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Necessary dismantling

George Osborne dismantles Brown's 'legacy' of debt. At the center of Osborne's budget 'was the argument that private sector activity will drive recovery and that an over-large state will crowd it out'. At last, reality begins to trump fantasy.

We await Mr Osborne's tackling of the haemorrhage of money and the straitjacket of private sector activity that results from our membership in the EU. That is the reason Brits will be paying more tax under Mr Osborne's budget.

Below the fold, Anthony Scholefield tells us why Osborne had to act and why, contrary to the usual political guff, the IMF cannot bail out Britain.


Before the election Ken Clarke said that a hung parliament would guarantee an International Monetary Fund [IMF] bail-out of Britain’s economy.

‘If the British don’t decide to put in a government with a working majority, and the markets think that we can’t tackle our debt and deficit problems, then the IMF will have to do it for us.’

Indeed, the default position of fiscal pessimists is that if an incoming government does not impose quick and large public sector spending cuts, Britain will have to call in the IMF, and that the IMF can solve the UK deficit problem with loans.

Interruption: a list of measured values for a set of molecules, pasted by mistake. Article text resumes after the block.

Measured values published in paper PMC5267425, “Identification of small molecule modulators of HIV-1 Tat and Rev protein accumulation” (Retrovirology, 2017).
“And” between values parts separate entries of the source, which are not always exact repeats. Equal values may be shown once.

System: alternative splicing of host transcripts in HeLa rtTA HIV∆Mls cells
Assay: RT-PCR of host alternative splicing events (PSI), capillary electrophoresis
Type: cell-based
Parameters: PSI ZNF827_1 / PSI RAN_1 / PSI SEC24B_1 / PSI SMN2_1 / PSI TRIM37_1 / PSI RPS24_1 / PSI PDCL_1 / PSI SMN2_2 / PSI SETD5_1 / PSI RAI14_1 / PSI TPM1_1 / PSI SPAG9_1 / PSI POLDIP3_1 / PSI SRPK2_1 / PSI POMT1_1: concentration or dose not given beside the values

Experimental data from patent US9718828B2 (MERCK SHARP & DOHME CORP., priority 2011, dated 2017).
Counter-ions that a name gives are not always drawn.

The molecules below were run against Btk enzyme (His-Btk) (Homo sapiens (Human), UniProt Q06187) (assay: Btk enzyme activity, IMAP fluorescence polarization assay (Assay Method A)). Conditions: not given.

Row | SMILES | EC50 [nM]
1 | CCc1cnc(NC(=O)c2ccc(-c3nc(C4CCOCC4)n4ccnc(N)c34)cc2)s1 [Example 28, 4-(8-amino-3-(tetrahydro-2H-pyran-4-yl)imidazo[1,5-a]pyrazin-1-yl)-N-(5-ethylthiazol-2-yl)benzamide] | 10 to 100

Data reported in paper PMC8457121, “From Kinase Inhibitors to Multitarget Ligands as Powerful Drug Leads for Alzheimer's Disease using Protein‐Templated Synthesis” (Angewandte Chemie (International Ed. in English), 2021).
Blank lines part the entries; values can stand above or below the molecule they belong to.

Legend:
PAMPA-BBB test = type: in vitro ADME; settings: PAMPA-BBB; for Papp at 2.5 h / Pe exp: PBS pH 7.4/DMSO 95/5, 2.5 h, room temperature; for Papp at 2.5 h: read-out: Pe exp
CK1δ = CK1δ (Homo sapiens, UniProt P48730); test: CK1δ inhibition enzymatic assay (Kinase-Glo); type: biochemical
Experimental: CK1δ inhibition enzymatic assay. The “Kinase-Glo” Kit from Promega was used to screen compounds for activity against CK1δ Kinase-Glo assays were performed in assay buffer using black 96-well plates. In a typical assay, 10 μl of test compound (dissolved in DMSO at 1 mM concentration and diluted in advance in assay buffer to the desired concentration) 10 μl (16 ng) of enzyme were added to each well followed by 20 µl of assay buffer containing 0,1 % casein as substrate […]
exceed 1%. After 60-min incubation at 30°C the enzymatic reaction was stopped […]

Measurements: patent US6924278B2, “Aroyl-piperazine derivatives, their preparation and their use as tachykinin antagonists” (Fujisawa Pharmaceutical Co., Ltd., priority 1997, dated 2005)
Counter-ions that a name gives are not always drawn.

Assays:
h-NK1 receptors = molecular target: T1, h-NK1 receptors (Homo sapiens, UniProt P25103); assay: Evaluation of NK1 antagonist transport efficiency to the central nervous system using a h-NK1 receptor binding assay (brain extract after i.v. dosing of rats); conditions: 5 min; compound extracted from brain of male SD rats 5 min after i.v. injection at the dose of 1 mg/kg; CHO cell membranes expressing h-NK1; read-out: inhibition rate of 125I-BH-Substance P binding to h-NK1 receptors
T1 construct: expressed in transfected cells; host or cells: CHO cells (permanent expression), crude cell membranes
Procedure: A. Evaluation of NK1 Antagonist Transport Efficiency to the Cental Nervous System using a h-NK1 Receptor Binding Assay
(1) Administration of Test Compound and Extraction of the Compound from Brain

Niall Ferguson said in The Spectator, 6th May 2010, ‘At the same time, he [Cameron] needs to initiate talks with the IMF in case external support proves to be necessary’. Others have called for the IMF to be brought in for auditing the national debt and for moral support although Mr. Lipsky, Deputy Managing Director of the IMF, said in his press conference of May 10th, ‘We are not auditors, we are not accountants’.

But this raises the question, can the IMF bailout Britain?

The IMF is not designed to bail-out a large developed country and simply does not have the financial capacity to bail-out an economy the size of the UK with an annual public budget deficit of over £150 billion (US $240 billion).


The largest IMF bail-out in the years up to 1997 was a US $21 billion loan to Korea in 1997. The bail-out to the UK in 1976 was US $2.3 billion. In the present crisis, the IMF has made standby arrangements to Turkey of US $10.8 billion, US $16.4 billion to the Ukraine and a promised US $49 billion to Mexico.

The details of the current bail-out to Greece is standby arrangements of about US $15 billion each year over three years, totalling US $45 billion.